No One Dances Quite Like My Brothers

Pale young man, I can read your dreams. Flags of red, black and gold glowing in the light of enormous bonfires, a fraternity of youth doomed to wilt under the frost of age’s ever encroaching winter, horns echoing through mountain forests and hawks circling through steel grey skies. You dream of a nation without boundaries, united only through the language of a thousand broken hearts, tears glistening on the cheeks of marble statues, drum rolls and epic poems, the glint of daggers and the swearing of blood oaths. Pale young man, have I got a record for you.

Click here to listen or buy at eMusic

Riding a proud white stallion to the delectation of grim urban Burschenschaft everywhere comes Vår’s No One Dances Quite Like My Brothers. Gloomy of outlook, stalactite solid of view-hampering fringe and so steeped in doomed European romanticism that it’s a wonder it doesn’t come with a free pair of lederhosen and a tinder box. I like it. A lot. But I’m not sure I like it in a way that its creators would be entirely comfortable with.

Because it is ridiculous, this record. It is ridiculous in the way that every teenage boy suffering all The Sorrows of Young Werther is ridiculous. Insanely melodramatic, guffaw-inducingly doomy and so po-faced that, like a six-year-old girl in the presence of a royal guardsman, you want to do a silly dance in front of it to see if you can make it crack a smile.

First track ‘Begin To Remember’ sets the mist shrouded scene. Starting with a blast from a solitary horn, like the sound of a tanker trapped in a heavy fog, before a martial drum and looped string sample provide the bedrock for the kind of slightly tuneless and tortured vocal ululations that, since the time of Joy Division, have been shorthand for ‘confused and alienated young man’. Musically it brings to mind the OMD of Dazzle Ships with its mix of musique concrete and glowering angst, but mixed in with a dose of Death in June’s romantic militarism.  The latter is probably not a comparison Vår would relish, considering the recent ‘right wing controversy’ surrounding Iceage, with whom Vår share members, but nonetheless there is a heavy neofolk influence here. The only thing seperating No One Dances Quite Like My Brothers from the kind of record that used to come out on World Serpent wrapped in sepia photos of youthful and grinning Freikorps soldiers is that fact that No One Dances Quite Like My Brothers isn’t total shit.

Unwelcome comparisons or not this mood persists. A spoken word track seemingly concerned with sympathetic magick, doomy muttered vocals and single finger keyboard stabs, the sound of pianos drifting in from the distant rooms of ivy-covered mansions. Something is being mourned here, that is for sure. Nationhood? Youth itself? Everything is just too far to the wrong side of oblique to be fully comprehended, but, by the Tears of Odin’s raven, there’s clearly something these chaps are gloomy about.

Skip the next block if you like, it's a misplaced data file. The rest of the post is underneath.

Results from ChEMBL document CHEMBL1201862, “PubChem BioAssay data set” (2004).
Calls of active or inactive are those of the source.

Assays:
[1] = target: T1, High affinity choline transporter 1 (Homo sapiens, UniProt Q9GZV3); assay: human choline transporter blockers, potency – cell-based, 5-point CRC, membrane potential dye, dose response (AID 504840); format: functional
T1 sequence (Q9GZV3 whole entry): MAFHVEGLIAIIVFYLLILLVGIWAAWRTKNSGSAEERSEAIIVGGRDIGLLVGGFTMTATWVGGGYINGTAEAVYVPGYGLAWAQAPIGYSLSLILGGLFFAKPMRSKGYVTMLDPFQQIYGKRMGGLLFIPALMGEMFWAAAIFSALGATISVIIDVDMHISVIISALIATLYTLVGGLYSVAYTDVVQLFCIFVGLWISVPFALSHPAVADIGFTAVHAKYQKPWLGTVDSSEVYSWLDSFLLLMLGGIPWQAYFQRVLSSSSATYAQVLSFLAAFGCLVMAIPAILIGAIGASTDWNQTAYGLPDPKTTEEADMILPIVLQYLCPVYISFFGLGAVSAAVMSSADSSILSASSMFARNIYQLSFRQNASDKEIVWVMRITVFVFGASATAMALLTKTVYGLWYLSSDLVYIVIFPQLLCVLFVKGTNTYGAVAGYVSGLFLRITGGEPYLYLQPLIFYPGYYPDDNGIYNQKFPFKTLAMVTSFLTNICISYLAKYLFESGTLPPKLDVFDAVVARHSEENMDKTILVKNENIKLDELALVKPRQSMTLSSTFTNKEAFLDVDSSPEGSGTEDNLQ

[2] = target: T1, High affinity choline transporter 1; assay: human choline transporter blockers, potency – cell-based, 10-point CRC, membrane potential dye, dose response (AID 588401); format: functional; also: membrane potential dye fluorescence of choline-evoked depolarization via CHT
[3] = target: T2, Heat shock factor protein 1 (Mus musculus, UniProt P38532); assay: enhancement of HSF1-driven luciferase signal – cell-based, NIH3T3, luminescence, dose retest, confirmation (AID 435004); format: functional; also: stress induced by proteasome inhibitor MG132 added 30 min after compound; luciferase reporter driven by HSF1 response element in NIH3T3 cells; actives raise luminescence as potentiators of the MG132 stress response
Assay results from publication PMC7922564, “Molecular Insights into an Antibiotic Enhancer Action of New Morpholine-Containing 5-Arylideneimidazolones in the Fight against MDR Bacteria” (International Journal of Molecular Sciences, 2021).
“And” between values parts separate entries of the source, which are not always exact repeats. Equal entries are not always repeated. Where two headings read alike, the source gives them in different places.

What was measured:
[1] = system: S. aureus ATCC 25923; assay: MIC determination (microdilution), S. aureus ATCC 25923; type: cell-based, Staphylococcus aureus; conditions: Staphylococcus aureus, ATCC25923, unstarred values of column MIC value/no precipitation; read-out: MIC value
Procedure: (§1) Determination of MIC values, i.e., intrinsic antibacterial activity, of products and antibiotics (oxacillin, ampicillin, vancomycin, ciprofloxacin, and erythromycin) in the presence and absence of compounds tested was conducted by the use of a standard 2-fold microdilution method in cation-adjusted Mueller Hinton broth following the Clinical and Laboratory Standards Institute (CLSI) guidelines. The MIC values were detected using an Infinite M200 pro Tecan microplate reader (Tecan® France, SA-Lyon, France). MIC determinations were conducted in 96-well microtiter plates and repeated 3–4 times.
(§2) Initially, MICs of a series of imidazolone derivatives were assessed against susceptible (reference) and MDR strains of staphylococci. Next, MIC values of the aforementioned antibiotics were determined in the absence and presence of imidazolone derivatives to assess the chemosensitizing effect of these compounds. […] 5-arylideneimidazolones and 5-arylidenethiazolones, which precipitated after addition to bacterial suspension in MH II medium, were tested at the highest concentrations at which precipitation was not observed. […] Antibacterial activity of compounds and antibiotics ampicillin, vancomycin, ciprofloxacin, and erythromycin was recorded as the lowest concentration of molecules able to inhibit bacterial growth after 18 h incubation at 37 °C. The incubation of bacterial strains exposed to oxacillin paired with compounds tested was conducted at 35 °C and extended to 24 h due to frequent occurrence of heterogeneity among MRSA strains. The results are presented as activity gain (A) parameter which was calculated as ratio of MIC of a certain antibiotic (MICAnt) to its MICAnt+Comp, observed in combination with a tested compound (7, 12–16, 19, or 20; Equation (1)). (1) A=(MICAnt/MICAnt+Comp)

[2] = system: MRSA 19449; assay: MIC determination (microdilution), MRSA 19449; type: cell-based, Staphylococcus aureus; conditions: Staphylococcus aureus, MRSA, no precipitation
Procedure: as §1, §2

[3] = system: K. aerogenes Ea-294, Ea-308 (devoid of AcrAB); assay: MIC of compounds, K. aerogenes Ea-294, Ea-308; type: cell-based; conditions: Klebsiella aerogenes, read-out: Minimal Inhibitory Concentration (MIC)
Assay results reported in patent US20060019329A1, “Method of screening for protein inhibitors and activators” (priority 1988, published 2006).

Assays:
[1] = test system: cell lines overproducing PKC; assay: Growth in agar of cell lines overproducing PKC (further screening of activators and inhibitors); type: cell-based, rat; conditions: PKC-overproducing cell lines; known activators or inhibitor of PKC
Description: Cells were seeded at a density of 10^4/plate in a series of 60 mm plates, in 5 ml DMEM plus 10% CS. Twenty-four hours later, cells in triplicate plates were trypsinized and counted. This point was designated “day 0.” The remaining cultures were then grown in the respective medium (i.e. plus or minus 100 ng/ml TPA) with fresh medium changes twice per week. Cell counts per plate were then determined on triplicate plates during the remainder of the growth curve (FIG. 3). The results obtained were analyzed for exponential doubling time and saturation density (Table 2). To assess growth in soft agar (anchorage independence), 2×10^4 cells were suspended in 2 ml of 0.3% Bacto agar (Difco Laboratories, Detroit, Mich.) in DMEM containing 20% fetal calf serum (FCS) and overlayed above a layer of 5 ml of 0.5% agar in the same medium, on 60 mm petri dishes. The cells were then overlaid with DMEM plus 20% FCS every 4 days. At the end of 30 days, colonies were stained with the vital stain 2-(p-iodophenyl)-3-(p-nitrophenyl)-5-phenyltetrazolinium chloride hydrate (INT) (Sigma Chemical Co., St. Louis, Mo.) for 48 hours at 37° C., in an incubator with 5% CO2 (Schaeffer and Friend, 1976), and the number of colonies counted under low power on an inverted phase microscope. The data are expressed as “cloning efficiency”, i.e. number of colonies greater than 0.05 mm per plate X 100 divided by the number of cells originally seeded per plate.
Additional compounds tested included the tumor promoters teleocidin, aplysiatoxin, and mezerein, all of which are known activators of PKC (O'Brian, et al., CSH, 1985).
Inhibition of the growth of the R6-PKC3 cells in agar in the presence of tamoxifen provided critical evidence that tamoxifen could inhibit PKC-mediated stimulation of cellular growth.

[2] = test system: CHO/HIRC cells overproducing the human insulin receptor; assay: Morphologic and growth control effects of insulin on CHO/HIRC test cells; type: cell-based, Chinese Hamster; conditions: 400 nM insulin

Do I wish Vår could be more specific? Absolutely not. One senses they don’t quite have the poetic skills to do what John Cale did with his desolate Music For A New Society, another of the many reference points that spring to mind on listening to this. On that underrated record a hopelessly alcoholic and adrift Cale viewed his disintegrating psyche through the metaphor of a kaleidoscopically fractured Europe, spies and bureaucrats waiting around every corner, soaked in the paranoia that can only come from being your own worst enemy. Vår don’t have the chops for that yet. Though the music crumbles and collapses compellingly, the delivery needs to age a little before it can scale such olympian depressive heights.

However this doesn’t mean that the album is a failure. On the contrary, it’s impressively focussed and musically adventurous, stirring elements of goth, post-punk, neo-folk and avant-noise into some perplexing shapes. Indeed, the relative gaucheness of it all, far from being off-putting, gives it a youthful sheen that’s really quite winning. I’m not sure if boyish charm is what these gloomy lads were tilting for when they composed the record, but the urge to tousle their hair and make them a warm Bovril is certainly a strong one. Sure, if you gave them a few years, a legacy of substance abuse problems and the weight of a few divorces they might come up with a more authentic postcard from the edge of the abyss, but there’s any number of terrible breakdown records out there and very few that contain the spirited naievety and furrow-browed wonder of No One Dances Quite Like My Brothers.

The Quietus Digest

Sign up for our free Friday email newsletter.

Support The Quietus

Our journalism is funded by our readers. Become a subscriber today to help champion our writing, plus enjoy bonus essays, podcasts, playlists and music downloads.

Support & Subscribe Today